Author: Jennifer Trahan

[Jennifer Trahan is a Professor at the NYU Center for Global Affairs.] While hostility by the current administration against the International Criminal Court (“ICC”) commenced already a few years ago, the opening of the Afghanistan investigation this past spring has reignited it.  Yet, a showdown between the US and ICC—particularly ill-timed during the COVID crisis—benefits neither.  The US should refrain from...

[Jennifer Trahan is a Professor at the NYU Center for Global Affairs.] On March 5, 2020, the International Criminal Court’s Appeals Chamber issued an extremely significant ruling authorizing the opening of the Afghanistan investigation.  The decision is important in that it confirms the Prosecutor’s discretion in evaluating whether or not to proceed “in the interests of justice” under Article 53(1)(c) of the Rome Statute, thereby allowing the Afghanistan...

[Jennifer Trahan is a Clinical Professor at the NYU Center for Global Affairs.] John Heieck is asking the right questions in his new book, A Duty to Prevent Genocide: Due Diligence Obligations Among the P5. Namely, how does one reconcile hard law legal obligations regarding the duty to “prevent” genocide with the inaction seen out of the UN Security Council as well as...

[Jennifer Trahan is a Clinical Professor at the NYU Center for Global Affairs.] Monday, at the Federalist Society, National Security Adviser John Bolton delivered a major foreign policy address, devoted almost entirely to attacking the International Criminal Court, a court established to prosecute the most egregious crimes of concern to the international community. At a time when the US does indeed face many...

[Jennifer Trahan is a Clinical Professor at the NYU Center for Global Affairs.] July 17, International Justice Day, not only marked the 20th anniversary of the Rome Statute of the International Criminal Court (“ICC”), but also activation of the ICC’s fourth crime, the crime of aggression. These milestones were celebrated by an event at the UN entitled “20th anniversary of the Rome Statute:...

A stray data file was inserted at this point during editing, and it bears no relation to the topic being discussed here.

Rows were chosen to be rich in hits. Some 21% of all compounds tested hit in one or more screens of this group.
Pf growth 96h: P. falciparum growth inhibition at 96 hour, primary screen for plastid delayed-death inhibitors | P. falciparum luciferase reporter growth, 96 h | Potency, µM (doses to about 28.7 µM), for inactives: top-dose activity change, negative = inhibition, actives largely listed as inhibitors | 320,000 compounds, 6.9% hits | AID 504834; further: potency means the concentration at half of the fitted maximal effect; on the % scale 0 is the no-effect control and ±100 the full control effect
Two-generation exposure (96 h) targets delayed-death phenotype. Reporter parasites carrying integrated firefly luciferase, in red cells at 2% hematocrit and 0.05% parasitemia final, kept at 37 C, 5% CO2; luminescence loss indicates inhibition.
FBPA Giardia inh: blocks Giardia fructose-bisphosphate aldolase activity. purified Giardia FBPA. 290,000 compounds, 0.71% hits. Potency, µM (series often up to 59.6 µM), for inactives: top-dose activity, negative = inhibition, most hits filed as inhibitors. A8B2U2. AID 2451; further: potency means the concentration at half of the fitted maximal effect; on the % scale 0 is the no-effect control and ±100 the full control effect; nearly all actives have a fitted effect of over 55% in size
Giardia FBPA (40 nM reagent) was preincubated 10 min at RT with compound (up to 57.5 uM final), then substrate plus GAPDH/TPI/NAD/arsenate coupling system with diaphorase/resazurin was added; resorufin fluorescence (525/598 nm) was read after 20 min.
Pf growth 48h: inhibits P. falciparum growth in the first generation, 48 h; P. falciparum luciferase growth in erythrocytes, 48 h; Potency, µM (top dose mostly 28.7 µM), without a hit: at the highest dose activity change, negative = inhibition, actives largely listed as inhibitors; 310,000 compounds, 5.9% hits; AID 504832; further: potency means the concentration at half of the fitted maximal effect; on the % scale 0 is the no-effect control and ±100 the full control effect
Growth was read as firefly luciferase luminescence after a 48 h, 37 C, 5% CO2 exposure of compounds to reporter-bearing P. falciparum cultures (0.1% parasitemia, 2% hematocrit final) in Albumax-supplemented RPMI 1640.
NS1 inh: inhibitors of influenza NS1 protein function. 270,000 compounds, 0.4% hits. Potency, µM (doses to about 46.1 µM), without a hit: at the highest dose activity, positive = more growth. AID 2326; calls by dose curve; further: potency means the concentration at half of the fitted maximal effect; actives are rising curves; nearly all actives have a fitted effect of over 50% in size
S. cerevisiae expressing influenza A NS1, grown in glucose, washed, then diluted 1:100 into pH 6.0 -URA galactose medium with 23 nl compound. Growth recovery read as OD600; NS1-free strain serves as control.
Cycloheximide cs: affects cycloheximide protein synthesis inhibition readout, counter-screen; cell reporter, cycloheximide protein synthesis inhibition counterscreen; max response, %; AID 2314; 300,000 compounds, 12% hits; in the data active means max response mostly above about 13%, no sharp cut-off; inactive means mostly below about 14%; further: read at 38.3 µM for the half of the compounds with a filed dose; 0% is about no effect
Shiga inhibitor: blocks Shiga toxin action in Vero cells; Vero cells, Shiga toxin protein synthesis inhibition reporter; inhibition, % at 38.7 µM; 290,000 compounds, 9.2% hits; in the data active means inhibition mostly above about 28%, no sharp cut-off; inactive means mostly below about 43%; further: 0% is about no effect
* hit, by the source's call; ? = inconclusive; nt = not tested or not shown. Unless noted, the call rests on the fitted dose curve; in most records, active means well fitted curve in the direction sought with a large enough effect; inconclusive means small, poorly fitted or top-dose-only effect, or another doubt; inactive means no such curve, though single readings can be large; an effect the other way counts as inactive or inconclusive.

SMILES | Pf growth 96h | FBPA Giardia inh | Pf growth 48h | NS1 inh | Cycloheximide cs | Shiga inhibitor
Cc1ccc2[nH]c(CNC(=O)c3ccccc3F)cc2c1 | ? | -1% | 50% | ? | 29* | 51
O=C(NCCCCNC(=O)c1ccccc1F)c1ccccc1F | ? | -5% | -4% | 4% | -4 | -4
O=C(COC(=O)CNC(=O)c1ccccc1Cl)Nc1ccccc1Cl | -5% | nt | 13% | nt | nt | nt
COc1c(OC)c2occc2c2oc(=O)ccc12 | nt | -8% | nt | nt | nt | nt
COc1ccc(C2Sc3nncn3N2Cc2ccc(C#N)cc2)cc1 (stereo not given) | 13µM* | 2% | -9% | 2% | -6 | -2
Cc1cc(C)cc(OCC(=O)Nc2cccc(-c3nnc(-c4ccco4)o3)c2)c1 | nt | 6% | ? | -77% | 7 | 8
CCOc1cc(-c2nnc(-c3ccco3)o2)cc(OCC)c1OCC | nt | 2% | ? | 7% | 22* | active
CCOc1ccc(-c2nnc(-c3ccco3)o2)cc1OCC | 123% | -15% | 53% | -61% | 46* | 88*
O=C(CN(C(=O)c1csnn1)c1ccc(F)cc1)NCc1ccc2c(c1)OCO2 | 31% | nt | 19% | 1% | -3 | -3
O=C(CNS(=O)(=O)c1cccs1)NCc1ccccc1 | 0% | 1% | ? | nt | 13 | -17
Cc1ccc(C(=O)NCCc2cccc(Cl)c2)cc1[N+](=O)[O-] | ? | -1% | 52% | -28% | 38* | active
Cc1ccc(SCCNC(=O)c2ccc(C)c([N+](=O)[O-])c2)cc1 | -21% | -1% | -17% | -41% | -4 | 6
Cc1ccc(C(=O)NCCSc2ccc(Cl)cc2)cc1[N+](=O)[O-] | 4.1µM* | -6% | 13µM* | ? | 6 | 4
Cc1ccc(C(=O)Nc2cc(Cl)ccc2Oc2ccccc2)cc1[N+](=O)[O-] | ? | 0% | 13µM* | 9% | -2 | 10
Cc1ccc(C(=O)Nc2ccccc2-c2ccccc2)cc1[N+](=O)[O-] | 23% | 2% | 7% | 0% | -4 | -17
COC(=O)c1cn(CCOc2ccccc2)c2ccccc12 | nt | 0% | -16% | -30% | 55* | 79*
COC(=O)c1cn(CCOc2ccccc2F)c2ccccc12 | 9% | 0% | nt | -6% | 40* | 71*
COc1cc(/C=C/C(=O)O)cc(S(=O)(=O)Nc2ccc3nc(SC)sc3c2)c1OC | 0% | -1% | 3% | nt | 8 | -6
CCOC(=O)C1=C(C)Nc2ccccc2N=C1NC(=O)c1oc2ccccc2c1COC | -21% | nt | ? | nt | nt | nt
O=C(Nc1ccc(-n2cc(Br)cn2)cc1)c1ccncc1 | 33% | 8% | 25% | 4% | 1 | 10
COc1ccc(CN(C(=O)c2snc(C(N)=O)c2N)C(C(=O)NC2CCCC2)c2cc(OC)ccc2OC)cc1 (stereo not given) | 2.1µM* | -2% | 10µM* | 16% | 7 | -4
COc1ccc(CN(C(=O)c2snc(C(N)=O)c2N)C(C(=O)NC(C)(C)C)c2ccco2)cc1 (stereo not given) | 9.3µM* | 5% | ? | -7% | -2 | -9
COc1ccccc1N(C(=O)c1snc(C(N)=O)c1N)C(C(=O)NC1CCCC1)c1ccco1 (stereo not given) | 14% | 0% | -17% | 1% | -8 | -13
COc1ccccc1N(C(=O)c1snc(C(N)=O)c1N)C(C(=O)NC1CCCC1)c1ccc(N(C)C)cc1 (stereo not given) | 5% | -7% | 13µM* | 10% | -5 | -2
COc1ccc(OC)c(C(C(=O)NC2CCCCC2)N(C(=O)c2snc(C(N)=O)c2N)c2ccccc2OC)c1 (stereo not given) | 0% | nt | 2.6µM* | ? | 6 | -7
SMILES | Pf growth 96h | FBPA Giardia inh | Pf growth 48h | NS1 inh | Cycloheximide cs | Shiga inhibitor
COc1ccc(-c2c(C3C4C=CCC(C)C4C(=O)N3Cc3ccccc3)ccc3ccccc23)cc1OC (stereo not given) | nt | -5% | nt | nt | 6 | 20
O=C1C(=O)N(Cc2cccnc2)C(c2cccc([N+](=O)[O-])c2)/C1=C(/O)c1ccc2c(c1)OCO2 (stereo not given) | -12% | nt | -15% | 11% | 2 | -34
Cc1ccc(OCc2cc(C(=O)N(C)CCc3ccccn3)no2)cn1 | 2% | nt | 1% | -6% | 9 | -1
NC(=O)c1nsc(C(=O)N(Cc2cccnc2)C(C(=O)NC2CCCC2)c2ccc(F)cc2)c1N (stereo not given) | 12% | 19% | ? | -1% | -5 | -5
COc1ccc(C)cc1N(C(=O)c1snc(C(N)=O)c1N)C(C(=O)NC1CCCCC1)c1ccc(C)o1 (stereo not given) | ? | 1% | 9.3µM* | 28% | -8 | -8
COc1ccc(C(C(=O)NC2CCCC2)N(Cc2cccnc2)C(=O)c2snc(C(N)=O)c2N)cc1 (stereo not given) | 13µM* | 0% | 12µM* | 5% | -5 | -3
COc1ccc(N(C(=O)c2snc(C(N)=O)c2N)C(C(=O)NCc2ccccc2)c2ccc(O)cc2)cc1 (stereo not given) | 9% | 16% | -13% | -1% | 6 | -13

[Jennifer Trahan is an Associate Clinical Professor at the NYU Center for Global Affairs.] I, too, would like to thank Opinio Juris for our mini-symposium and dialogue on the use of the veto in the face of atrocity crimes. I hope it stimulates further thought, analysis and work on these important issues. For those who missed the debates, I posted attacking the legality of Russia’s veto...

[Jennifer Trahan is an Associate Clinical Professor at the NYU Center for Global Affairs.] The background to a series of Opinio Juris posts about proper use of Security Council veto power is: I have posted attacking the legality of Russia’s veto in the face of chemical weapons use in Syria, Dr. Mohamed Helal has defended Russia’s veto use as consistent with the drafting...

[Jennifer Trahan is an Associate Clinical Professor at the NYU Center for Global Affairs.] In his Opinio Juris post on May 4, Dr. Mohamed Helal provides a defense of Russia’s veto use related to the situation in Syria, one that he defends as in line with the negotiations of the UN Charter and a vision of veto power of the permanent members of...

[Jennifer Trahan is Associate Professor, The Center for Global Affairs, NYU-SPS and Chair of the International Criminal Court Committee of the American Branch of the International Law Association] On Thursday, December 14, 2017, the ICC’s Assembly of States Parties (ASP) took the historic and significant decision, by consensus, to activate, effective July 17, 2018, the ICC’s jurisdiction over its 4th crime,...

[Jennifer Trahan is an Associate Clinical Professor at the Center for Global Affairs at New York University.] As Jens Ohlin has written, a highly awaited verdict came out Wednesday, November 22, sentencing Ratko Mladic, former commander of the Main Staff of the Bosnian Serb Army (VRS), to life in prison for genocide, war crimes and crimes against humanity committed from 1992-1995. The...